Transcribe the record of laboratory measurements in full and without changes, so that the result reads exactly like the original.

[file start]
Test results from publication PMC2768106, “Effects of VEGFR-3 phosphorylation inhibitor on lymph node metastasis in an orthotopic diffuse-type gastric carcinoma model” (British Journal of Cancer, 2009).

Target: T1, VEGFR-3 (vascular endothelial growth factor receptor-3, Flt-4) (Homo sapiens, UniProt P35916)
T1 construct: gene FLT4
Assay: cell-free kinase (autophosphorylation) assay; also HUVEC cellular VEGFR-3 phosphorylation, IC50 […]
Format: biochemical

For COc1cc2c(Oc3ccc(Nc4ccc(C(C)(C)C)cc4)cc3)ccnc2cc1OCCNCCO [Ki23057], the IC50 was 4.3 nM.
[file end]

Test results from publication PMC2768106, “Effects of VEGFR-3 phosphorylation inhibitor on lymph node metastasis in an orthotopic diffuse-type gastric carcinoma model” (British Journal of Cancer, 2009).

Target: T1, VEGFR-3 (vascular endothelial growth factor receptor-3, Flt-4) (Homo sapiens, UniProt P35916)
T1 construct: gene FLT4
Assay: cell-free kinase (autophosphorylation) assay; also HUVEC cellular VEGFR-3 phosphorylation, IC50 […]
Format: biochemical

For COc1cc2c(Oc3ccc(Nc4ccc(C(C)(C)C)cc4)cc3)ccnc2cc1OCCNCCO [Ki23057], the IC50 was 4.3 nM.